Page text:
Aha! Inspired by my TV couch-cycling exploits in Switzerland (le Tour de Suisse), I am going to make all my garden edges neat and tidy. Thank you, Switzerland, for encouraging me to be better groomed, garden-wise. This morning I'm going to start Swiss-gardening down my driveway.
Thursday 19th June
From what I've seen from my swooping helicopter, or just cycling madly along the semi-rural roads, Switzerland has no junk left lying around. There are no old abandoned tractors or farm machinery. There is no evidence of anything having been jettisoned, to be picked up or sorted through later.
Neatly Trimmed Edges
All of Switzerland's edges are neatly trimmed. The wood piles are rectangular, and covered symmetrically with neat tarpaulins.
In contrast, there are plenty of random, eccentric wood piles down my driveway. And piles of ill-assorted rubbish. And jettisoned junk. And my edges are definitely blurred. Wonder how I'll get on. Oh well - I will do my best, and reward myself later with more immersion in the impeccable Swiss scenery.
Six Hours Later...
It's been fun trying to tidy up the edges of the driveway. I've cleared the path through the Frisbee Corner Garden, slicing off self-sown forget-me-nots and laying them on the nearby bare soil. Now the path is heavily mulched. I've started weeding along the drive, transplanting anything which is useful (clumps of yellow annual daisies, for example). All the weeds get heaved over next-door, and then I dump loads of wet ash (I'm clearing out the bonfire) on them. The ground between ours and the neighbour's driveway is still messy and uneven.
Starting to Tidy the Driveway
Next-door's lady wandered past at one stage. She, a rather vacant non-gardener, chirped out helpfully that I was being 'ambitious'. Bah! I potter around, I try my best, I enjoy myself, I love my garden - absolutely nothing to do with ambition. If I was ambitious I'd get Non-Gardening Partner to erect a tall fence to block out all their mess from my view. It's soooooo ugly! Broken gum trees still straddle their water race, and there are random huge piles of pine mess and tree roots everywhere. In Switzerland I reckon they'd be thrown off the land and over the nearest border, hee hee.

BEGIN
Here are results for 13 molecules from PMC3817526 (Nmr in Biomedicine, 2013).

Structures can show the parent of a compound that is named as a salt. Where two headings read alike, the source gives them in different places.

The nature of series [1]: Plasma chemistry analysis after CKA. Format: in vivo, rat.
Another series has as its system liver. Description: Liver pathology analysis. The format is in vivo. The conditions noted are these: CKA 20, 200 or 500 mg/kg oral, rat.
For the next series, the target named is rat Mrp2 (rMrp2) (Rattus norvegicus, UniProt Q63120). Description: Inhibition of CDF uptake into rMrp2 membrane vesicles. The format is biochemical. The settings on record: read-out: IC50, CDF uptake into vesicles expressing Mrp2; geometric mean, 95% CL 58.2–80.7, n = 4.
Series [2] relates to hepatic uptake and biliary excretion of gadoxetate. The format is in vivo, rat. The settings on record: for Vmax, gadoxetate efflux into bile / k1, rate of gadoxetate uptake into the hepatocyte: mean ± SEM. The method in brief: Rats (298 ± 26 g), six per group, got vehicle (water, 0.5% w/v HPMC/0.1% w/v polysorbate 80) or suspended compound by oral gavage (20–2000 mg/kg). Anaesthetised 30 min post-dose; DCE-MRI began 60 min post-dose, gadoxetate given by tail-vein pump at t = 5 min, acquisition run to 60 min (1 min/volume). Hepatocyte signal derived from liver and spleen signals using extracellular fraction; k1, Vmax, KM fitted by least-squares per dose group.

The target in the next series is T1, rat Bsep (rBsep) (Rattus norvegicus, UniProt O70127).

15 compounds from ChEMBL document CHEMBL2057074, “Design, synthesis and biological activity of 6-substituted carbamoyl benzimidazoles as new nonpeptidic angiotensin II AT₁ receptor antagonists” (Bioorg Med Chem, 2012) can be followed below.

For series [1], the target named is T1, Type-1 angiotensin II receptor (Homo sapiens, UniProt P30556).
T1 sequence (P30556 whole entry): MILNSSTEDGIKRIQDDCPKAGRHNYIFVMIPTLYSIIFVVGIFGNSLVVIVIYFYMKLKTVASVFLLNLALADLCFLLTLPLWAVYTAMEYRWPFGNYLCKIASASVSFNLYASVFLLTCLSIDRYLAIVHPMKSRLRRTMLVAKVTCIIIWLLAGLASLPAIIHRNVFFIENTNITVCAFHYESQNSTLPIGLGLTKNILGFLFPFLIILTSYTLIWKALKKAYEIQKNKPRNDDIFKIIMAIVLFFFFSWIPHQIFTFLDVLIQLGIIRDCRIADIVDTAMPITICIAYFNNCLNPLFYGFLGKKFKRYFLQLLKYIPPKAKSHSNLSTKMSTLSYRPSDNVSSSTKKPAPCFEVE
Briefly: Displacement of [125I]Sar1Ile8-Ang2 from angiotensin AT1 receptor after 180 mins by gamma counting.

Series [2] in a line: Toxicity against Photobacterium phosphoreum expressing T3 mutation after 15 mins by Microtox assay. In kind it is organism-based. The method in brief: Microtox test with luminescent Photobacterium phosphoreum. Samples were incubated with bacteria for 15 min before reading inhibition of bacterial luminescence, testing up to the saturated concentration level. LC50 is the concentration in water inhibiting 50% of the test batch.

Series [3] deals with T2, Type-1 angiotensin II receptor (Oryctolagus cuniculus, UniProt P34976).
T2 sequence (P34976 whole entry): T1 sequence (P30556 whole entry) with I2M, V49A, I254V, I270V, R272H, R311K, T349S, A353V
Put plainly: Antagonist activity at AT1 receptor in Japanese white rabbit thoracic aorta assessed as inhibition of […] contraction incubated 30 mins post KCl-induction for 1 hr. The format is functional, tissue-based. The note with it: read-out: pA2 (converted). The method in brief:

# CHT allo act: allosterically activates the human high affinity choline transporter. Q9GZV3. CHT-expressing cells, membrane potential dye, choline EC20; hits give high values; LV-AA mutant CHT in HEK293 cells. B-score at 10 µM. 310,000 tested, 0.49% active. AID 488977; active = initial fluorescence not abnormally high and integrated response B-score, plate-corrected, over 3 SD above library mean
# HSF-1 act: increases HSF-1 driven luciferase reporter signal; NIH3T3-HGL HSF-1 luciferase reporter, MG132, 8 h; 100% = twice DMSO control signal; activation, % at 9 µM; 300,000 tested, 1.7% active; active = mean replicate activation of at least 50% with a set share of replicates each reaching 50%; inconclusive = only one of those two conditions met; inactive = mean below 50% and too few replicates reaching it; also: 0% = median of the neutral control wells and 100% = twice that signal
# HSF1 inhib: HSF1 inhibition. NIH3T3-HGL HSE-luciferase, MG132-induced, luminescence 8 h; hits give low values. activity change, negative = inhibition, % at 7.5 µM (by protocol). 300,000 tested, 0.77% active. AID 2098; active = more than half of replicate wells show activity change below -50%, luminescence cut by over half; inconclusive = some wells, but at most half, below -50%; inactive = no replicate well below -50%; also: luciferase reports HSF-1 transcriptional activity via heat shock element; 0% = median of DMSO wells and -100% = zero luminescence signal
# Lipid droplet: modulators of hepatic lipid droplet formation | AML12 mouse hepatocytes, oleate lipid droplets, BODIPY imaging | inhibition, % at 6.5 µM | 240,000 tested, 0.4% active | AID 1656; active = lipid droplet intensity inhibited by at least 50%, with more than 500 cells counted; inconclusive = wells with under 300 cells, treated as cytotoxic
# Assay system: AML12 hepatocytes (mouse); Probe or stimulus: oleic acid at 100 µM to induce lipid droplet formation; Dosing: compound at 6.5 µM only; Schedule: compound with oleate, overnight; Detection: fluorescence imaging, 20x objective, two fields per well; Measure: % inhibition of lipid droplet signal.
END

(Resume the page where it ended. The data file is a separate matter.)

I had an unexpected surprise over lunchtime. I went around to my plantsman-collector friend's house with some new pet meat for his cat to taste-test, and he invited me around his garden. I saw some beautiful double hellebores and double primroses, and the grooviest variegated 'hedgehog holly', amongst thousands of other treasures in his plant collections. His dark blood-red Takanini Camellia (I've got three juveniles) is flowering already. He has probably a hundred Camellias dotted around the place - most are planted in the ground. And fifty Hollies. And... Just amazing.
And I only went in to see the modest little Cyclamen coums! Dear little things. He said that their seeds are spread by ants. Weird. I told him I was trying to 'Swiss up' my garden - he mentioned the phrase 'prissy gardening'.
Right. Time to do some more TV couch-cycling. I'm in the north, making for Ossingen? Not sure. Loving it, though...
Friday 20th June
Some might think I am a bit mad. Don't you dare nod your head! Earlier this morning my friend and I popped into the Charity Shop. I am hoping to find and rescue the gnome of my dreams, whilst she is still searching for a swimming costume that will - ahem - fit her properly.
The Foxglove Fairy
I've never had much to do with fairies. Well, we found two reprint copies of Cicely Mary Barker's fairy poems with illustrations. I've never, ever seen these before. All the fairies (seventy-five of them) are flower folk. The water-colour prints are absolutely beautiful. Naturally we each bought a book. Two sentimental old ladies : 'Who's your favourite? The Scabious fairy. Who's yours? The Foxglove elf...'
I am pleased to report that my Swiss inspiration has lasted another day. All afternoon I neatly stacked firewood, cleared edges, weeded, and spread mulch down the driveway garden. I bought a fancy Cordyline hybrid (Wal's Goldfinger) for a big blue pot, placing it at the beginning of the Frisbee Lawn path, and some Cistus shrubs to fill in the gaps. It's the shortest day tomorrow, and by sunset (five o'clock) I was still going strong.
I'm so proud that I didn't let the general moistness of winter seduce me into buying and trying Camellias etc. This garden is super sunny in winter, let alone high summer, and a Leyland shelter belt is rather close by. Any shrubs of substance would be fried and starved within a year. But Cistus should cope.
I have two Cistus Sunsets (pink) and two Cistus Bennetts Whites. Rosemary and that pretty silver Convolvulus cneorum would possibly be other suitable candidates.
Wals Goldfinger Cordyline
Actually, I love my garden when it's neater and tidier. Hmm...